The Texas abortion law and US Supreme Court’s unwillingness to block it are blows to America’s image overseas, according to a top human rights official at the United Nations.
The chair of the UN’s working group on discrimination against women and girls, which usually tackles issues in the Arab and developing world nations, called the Texas SB 8 law a violation of international law because it denies women control over their own bodies and endangers their lives.
Melissa Upreti considers the Texas law structural sex and gender-based discrimination at its worst.
She told The Guardian:
“The law and the way it came about—through the refusal of the US Supreme Court to block it based on existing precedent—has not only taken Texas backward, but in the eyes of the international community, it has taken the entire country backward.”
The US Supreme Court decision to punt on the Texas abortion law that tramples the Constitutional rights of women was hardly a profile in courage.
In a sharp contrast, Mexico’s Supreme Court ruled decisively on Sept. 7 to decriminalize abortion in a land in which the Catholic Church still holds some sway.
Arturo Zaldiver, president of the Mexican court, called the ruling “a watershed in the history of the rights of all women, especially the most vulnerable.”
In contrast the Washington jurists, ripped up 50 years of federal precedents and allowed the Lone Star State to devise a scheme to evade judicial scrutiny, according to the eloquent dissent written by associate justice Sonia Sotomayor.
She accused her colleagues of burying their heads in the sand in letting the Texas law stand because of “complex and novel antecedent procedural questions.”
Sotomayor called the Texas law that deputizes “citizens as bounty hunters, offering them cash prizes for civilly prosecuting their neighbors’ medical procedures” a “breathtaking act of defiance” of the Constitution and the rights of women seeking abortions throughout Texas.
The Texas law opens the door for any state “to evade federal judicial scrutiny by outsourcing the enforcement of unconstitutional laws to its citizenry.”
On cue, lawmakers in Florida, South Dakota, North Dakota, Indiana and Mississippi have announced plans to introduce their own restrictive aborton laws that are modeled on the Texas measure.
Can the US swap its Supreme Court with Mexico?
Mo Brooks, the right-wing Alabama firebrand, is among the 11 Republican Congressmen who signed a letter urging communications companies not to cooperate with the Congressional probe of the Jan. 6 riot.
Does Mo have something to hide?
He spoke during the “Save America” Jan. 6 pep rally at Washington’s Ellipse that sought to stop the certification of Donald Trump’s electoral shellacking.
Tough Guy Brooks fired up the crowd with gems like “start taking down names and kicking ass” and how “our ancestors sacrificed their blood, sweat, tears and sometimes their lives” before challenging the mob about whether it would do the same. Get cracking, you bunch of wusses.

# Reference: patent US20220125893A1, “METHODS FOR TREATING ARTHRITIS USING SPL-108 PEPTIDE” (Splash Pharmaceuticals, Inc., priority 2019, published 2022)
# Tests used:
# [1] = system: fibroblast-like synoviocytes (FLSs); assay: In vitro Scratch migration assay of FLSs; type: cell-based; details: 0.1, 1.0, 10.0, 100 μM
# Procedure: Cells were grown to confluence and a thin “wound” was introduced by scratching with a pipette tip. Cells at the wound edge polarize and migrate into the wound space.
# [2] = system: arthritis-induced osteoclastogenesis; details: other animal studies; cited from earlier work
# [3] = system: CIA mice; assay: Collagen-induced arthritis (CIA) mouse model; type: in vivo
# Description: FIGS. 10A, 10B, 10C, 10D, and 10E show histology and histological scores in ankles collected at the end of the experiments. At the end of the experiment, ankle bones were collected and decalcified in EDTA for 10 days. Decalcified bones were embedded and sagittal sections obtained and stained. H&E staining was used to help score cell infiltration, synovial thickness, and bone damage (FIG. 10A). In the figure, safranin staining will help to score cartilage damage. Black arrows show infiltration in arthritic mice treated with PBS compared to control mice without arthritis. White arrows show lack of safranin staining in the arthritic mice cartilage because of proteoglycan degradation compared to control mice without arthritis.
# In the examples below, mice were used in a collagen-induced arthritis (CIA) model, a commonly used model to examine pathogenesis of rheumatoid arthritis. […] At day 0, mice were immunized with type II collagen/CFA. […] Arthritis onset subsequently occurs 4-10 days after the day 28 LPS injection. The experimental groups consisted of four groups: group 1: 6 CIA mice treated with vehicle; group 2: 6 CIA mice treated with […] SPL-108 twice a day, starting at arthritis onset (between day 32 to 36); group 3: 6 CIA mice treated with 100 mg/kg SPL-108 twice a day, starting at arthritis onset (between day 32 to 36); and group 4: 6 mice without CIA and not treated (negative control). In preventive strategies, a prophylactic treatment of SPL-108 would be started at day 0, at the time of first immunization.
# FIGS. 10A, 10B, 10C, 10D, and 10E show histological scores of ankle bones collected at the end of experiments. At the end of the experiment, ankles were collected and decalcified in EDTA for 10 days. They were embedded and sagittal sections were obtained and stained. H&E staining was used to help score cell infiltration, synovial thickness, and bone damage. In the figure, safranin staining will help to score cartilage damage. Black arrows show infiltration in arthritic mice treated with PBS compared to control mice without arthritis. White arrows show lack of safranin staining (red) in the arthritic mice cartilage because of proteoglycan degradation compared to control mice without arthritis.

Mo, who was wearing body armour, asked the crowd if they “were willing to do what it takes to fight for America” and urged them to “carry the message to Capitol Hill.”
Mission was accomplished. Chaos ensued. A national disgrace happened.
The pride of Alabama has maintained his vitriol. His office released a statement on Aug. 25, saying president Biden “has shown the strength of a marshmallow and the intellectual capacity and judgement of a gnat.”
Brooks said Biden used to “have a keen mind and was capable of weighing myriad facts to reach sound judgements” but those days are long gone and Biden’s “mental capacity has significantly eroded.”
Geez. Remember the outrage when South Carolina Congressman Joe Wilson shouted “You Lie” at president Obama in 2009 during his speech on healthcare reform.
Wilson was decent enough to apologize after the speech.
This evening, I let my emotions get the best of me when listening to the president's remarks regarding the coverage of illegal immigrants in the health care bill. While I disagree with the president's statement, my comments were inappropriate and regrettable. I extend sincere apologies to the president for this lack of civility."
Times have certainly changed. Brooks expects his hateful words about Biden will power him to a US Senate seat.
Meanwhile, one of the letters sent by the 11 GOP Congressmen to the CEOs urging the boycott of their own institution was addressed to Marissa Mayer, who resigned from the Yahoo helm four years ago.
Even a person with the intellectual capacity of a gnat would have checked to see who is in charge of Yahoo.
Right, Mo? It’s Guru Gowrappan.
Signs of a potential recovery for the battered travel business are fading from view, according to a poll conducted by Morning Consult for the American Hotel & Lodging Association.
It found that almost seven in ten (69 percent) of leisure travelers are planning fewer trips, 55 percent are postponing current travel and 42 percent are killing travel plans with no thought of rescheduling.
Chip Rogers, CEO of AHLA, said the rising levels of COVID-19 and the onset of slower travel months means the hotel business is at a pivotal point.
ALHA and UNITE HERE, the largest hospitality union, have been asking Congress for direct pandemic relief for more than a year. Congress has failed to deliver the goods.
Sen. Brian Schatz (D-HI) and Rep. Charlie Crist (D-FL) have sponsored the Save Hotel Jobs Act, which would provide a lifeline to the segment.
The Morning Consult survey shows that time is running out for the travel business.